The collective-rights interpretation also ignores history. George Mason, a delegate to the Constitutional Convention commented, “I ask, sir, what is the militia? It is the whole people except for a few public officials.” Trench Coxe, Pennsylvania delegate to the earlier Annapolis convention, wrote:

Who are the militia? are they not ourselves…. Congress have no power to disarm the militia. Their swords, and every other terrible implement of the soldier, are the birth-right of an American…. The unlimited power of the sword is not in the hands of either the federal or state governments, but, where I trust in God it will ever remain, in the hands of the people.

Noah Webster, compiler of the famous dictionary, remarked:

Before a standing army can rule, the people must be disarmed; as they are in almost every kingdom of Europe. The supreme power in America cannot enforce unjust laws by the sword; because the whole body of the people are armed, and constitute a force superior to any band of regular troops that can be, on any pretense, raised in the United States.

Elbridge Gerry, delegate to the Constitutional Convention from Massachusetts, asked:

What, sir, is the use of militia? It is to prevent the establishment of a standing army, the bane of liberty…. Whenever Government mean to invade the rights and liberties of the people, they always attempt to destroy the militia, in order to raise an army upon their ruins.

William Rawle, an early commentator on the Second Amendment, wrote in 1829:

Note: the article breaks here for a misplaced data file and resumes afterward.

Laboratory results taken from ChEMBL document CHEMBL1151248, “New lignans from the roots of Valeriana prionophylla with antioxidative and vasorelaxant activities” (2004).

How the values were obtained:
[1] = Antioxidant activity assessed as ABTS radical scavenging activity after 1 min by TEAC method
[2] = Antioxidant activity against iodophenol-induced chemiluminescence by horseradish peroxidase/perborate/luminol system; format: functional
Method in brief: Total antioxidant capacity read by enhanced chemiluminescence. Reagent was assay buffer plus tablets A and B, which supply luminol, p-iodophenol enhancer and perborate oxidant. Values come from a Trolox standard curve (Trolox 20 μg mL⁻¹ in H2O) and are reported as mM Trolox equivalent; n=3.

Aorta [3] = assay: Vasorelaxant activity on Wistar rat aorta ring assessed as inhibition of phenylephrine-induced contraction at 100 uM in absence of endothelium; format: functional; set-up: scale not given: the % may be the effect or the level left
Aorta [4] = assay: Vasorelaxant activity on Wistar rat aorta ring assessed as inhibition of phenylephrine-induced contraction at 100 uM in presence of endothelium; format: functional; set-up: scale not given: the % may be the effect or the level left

The prohibition is general. No clause in the Constitution could by any rule of construction be conceived to give to congress a power to disarm the people. Such a flagitious attempt could only be made under some general pretence by a state legislature. But if in any blind pursuit of inordinate power, either should attempt it, this amendment may be appealed to as a restraint on both.

The Second Amendment means, then, that since an armed citizenry trained to a common standard and discipline is necessary to the security of a free state, the right of individuals to keep and bear arms shall not be infringed. The Founders were so adamant about protecting the right of every individual to keep and bear arms, they prohibited even trespassing upon the fringes or outer edges of that right.


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    Benedict LaRosa is a historian and writer with undergraduate and graduate degrees in history from the U.S. Air Force Academy and Duke University, respectively.